On Wednesday we got notified by the site manager that we were barred from using the campsite showers. There's now a feeling around that we're living in Stalag as we seem to have so many rules imposed upon us and the boss is asking too many things and still treating us like children or inmates instead of letting us get on with it. It's peanuts you get paid so they should expect monkeys. It seems like the reward for working hard and fast is more work and not the promised early finish. Even the gaffer is getting overruled and overran by the boss. Apathy is setting in. Who will be voted out? Who will walk out? Shame as we're a good team and get on well and have a laugh.

--see bigger, better, brighter photos: here

Day 11 (Sun) in the Demontage Household

Yesterday funnily, the boss was offsite so Ryan said we only need to take about eight tents down and that's it for the day. Two hours it was completed in. That's goals for you. Due to the aforementioned apathy, on request and by offer I checked the price of flights back for a few of us but they seemed too pricey.
Heard that two others will be let out of the household on Monday. Me and Charlie went to Tarragona for the day. I wanted to see an old roman aquaduct which was a few km out of town so arranged to meet Charlie later at a bar and ran for the bus. It was quite late in the day so I was in a rush to see it before it got dark and I was running round like a sweaty madman for this bus. Took me ages to find it, but I did and ten minutes later the bus stoppd at a proper stop on the side of a motorway where the car park for the heritge site was. I wandered through and saw it in the valley beyond. Amazing construction - bloody clever those romans all those years ago.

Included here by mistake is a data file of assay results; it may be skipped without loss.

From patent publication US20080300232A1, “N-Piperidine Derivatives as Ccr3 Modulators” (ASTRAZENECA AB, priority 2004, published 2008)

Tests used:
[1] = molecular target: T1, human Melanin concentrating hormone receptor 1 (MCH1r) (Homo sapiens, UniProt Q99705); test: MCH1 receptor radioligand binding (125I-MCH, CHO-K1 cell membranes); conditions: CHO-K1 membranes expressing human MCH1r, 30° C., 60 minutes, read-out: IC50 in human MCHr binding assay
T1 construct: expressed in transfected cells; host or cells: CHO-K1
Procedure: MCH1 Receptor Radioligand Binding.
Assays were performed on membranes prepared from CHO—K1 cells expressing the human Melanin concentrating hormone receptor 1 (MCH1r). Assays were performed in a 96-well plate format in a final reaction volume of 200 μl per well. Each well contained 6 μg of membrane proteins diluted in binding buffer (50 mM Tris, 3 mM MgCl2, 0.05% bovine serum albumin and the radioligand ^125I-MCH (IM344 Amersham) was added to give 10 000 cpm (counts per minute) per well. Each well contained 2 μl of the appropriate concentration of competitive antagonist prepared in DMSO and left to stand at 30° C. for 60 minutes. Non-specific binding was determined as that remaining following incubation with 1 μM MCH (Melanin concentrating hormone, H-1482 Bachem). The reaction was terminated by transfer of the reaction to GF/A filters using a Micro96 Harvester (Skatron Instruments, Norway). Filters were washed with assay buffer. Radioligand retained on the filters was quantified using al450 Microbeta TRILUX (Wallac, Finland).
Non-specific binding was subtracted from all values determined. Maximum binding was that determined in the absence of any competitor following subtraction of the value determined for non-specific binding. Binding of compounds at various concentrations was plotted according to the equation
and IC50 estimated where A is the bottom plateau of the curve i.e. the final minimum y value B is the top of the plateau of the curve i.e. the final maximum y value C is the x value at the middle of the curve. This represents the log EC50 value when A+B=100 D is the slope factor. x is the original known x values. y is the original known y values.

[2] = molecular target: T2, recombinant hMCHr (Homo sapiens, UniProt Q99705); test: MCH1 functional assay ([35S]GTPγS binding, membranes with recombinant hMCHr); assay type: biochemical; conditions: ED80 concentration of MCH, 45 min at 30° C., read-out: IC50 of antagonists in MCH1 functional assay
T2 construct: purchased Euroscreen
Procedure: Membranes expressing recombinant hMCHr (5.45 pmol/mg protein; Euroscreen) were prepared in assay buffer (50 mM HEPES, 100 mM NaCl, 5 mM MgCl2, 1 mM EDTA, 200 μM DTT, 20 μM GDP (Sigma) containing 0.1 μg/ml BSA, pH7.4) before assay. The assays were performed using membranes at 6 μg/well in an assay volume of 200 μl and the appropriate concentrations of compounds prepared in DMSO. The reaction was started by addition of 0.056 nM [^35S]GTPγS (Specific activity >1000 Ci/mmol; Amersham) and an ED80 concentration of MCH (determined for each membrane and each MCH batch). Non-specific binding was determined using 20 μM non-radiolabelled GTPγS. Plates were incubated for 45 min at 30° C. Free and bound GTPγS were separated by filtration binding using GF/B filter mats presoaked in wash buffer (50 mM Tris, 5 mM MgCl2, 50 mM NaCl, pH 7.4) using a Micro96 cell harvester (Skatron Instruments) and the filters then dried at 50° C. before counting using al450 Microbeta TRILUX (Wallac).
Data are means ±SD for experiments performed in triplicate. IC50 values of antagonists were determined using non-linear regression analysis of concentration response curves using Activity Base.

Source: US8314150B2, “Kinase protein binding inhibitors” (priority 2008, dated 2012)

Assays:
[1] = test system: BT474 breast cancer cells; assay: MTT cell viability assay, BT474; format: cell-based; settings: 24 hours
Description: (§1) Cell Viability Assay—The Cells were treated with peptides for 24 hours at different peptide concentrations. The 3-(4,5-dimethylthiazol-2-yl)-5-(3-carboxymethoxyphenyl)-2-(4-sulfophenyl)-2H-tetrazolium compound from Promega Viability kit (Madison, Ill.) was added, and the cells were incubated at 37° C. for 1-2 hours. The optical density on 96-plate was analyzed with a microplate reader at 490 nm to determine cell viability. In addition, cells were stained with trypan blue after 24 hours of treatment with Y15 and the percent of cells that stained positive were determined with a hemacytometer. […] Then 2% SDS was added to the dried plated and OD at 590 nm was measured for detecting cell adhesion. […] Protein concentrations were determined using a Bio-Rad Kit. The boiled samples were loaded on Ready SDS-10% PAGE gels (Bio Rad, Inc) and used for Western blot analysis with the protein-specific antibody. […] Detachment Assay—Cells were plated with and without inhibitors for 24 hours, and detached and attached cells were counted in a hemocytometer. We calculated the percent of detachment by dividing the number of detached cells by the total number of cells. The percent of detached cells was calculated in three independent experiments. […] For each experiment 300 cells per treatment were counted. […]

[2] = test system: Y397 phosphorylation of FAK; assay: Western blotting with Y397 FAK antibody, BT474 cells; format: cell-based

The return was a bit more of an issue - the bus stop on the otherside of the motorway didn't exist and the one I alighted at went away from the city. I asked the few people who had parked at the aquaduct car park if they were going to Tarragona but they weren't. It was mad and dangerous but couldn't see any other option. so I run about 2km up along the motorway hard shoulder and across sliproads trying to remember where the bus came from and eventually made it back to the bar.

Tarragona was a cool city. There was a festival on - and the spanish like their festivals - masses of people and fireworks at street level, dancers, stilted giants and big paper-machiered headed dwarfs. I was talking to one of the staff and they were also having a free concert starting at 10pm going on till 6.30am. Shame we had to get a bus back. Met up with the guys back at the camp site and had some drinks down at the Beach Bar that night before being challenged to a game of barefoot 5-a-side on the beach at 2am.